CAIRO - Thugs attacked an anti-military protest near the defence ministry in Cairo on Wednesday and 12 people were killed, officials said, in the politically tense run-up to the first post-uprising presidential election.
The dawn assault sparked fierce clashes between the unidentified attackers and the protesters, who have been there for days calling for an end to military rule, with both sides hurling petrol bombs and rocks, the official said.
The army deployed troops in central Cairo to quell the clashes, a military source told AFP.
A security official said the army and security forces had formed a cordon between the protesters and the attackers, bringing the fighting to a halt.
A doctor at a field hospital set up in the area said 12 people had been killed and dozens injured. A security official confirmed the toll.
The health ministry has so far confirmed nine dead.
Two presidential candidates announced they had temporarily suspend their campaigns over the killings.
The Muslim Brotherhood's Mohammed Mursi told reporters he decided to suspend his campaign for 48 hours "in solidarity with the protesters."
He blamed the Supreme Council of the Armed Forces because it is the ruling authority. SCAF "is the first to be responsible," he said.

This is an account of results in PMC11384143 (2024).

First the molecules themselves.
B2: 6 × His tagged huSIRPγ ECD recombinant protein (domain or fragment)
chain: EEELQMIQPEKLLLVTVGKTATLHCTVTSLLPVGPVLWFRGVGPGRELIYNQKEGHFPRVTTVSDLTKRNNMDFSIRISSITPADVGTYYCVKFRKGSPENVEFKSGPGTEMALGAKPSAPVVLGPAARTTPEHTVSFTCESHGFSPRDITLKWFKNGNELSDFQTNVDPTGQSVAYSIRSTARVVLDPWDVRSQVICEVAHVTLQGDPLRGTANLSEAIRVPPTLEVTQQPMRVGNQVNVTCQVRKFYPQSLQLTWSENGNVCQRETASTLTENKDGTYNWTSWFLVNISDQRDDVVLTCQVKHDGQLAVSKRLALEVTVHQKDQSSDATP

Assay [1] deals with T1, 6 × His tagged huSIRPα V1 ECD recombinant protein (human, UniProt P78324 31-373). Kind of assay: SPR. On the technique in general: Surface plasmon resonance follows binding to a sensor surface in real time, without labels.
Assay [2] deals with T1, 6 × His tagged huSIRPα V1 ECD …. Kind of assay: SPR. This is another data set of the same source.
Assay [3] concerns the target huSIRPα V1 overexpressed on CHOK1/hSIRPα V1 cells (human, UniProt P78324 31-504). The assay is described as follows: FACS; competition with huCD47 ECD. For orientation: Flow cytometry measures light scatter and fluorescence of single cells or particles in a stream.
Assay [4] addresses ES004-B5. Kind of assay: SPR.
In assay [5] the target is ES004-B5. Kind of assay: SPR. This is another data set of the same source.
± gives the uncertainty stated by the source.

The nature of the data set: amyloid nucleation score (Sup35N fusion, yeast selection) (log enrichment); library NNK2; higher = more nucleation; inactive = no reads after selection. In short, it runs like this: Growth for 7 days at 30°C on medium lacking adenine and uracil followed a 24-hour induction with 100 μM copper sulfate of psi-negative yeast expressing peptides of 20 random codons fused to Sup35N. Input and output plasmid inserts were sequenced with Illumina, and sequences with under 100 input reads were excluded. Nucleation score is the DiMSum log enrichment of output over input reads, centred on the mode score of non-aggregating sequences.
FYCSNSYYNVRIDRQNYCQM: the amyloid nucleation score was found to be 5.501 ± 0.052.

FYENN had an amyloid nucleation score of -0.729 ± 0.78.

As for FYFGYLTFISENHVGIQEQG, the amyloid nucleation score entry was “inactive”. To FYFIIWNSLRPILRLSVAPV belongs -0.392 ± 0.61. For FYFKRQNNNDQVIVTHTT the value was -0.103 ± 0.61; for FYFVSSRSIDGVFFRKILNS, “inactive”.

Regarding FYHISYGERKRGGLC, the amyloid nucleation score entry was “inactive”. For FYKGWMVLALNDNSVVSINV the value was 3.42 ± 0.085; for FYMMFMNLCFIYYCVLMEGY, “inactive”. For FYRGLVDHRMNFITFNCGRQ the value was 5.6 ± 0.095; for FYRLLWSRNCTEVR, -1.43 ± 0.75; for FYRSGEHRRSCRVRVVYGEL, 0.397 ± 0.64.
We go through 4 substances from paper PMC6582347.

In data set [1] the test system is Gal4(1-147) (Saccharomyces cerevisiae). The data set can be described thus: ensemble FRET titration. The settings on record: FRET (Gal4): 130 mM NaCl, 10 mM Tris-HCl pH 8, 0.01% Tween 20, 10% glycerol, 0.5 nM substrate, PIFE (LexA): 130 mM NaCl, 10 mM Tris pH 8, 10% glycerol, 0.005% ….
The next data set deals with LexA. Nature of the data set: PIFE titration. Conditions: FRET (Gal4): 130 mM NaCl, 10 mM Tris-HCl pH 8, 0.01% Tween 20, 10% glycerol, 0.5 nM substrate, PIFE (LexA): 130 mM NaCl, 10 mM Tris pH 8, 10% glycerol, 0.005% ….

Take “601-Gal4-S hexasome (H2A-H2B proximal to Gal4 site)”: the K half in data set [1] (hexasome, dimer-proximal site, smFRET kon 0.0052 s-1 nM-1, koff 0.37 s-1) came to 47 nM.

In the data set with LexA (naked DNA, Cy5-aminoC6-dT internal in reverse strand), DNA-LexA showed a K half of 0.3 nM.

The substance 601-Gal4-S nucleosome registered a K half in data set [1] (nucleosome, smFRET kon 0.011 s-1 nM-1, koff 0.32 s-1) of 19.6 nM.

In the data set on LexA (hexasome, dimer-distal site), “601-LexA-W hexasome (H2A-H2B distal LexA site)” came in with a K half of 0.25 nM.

His main Islamist rival, Abdel Moneim Abul Fotouh, cancelled all his events for the day over the clashes, a campaign official told AFP.
Leading dissident Mohamed ElBaradei slammed the "massacre" outside the ministry of defence. "SCAF & Government unable to protect civilians or in cahoots with thugs. Egypt going down the drain," the former UN nuclear watchdog chief posted on Twitter.
The protesters, supporters of Salafist politician Hazem Abu Ismail, have been camped out since Saturday after the electoral commission barred the popular hardline Islamist from contesting the upcoming presidential election.
On Sunday, one person was killed and 119 injured in clashes between Abu Ismail supporters and residents of the Abbassiya neighbourhood in Cairo, where the defence ministry is located.
Protests since the popular uprising that toppled president Hosni Mubarak last year have often turned violent, with thugs associated to the previous regime frequently blamed.
The electoral commission on April 14 barred 10 candidates, including the Muslim Brotherhood's Khairat El-Shater and the former president's intelligence chief Omar Suleiman, from standing in the poll to choose Mubarak's successor.
Abu Ismail's nomination was rejected because his mother had taken joint US citizenship, but many of his supporters believe he was the victim of a "plot" by the authorities.
The first round of the presidential election is scheduled for May 23-24, and the SCAF has promised to hand over power to the winner by the end of June.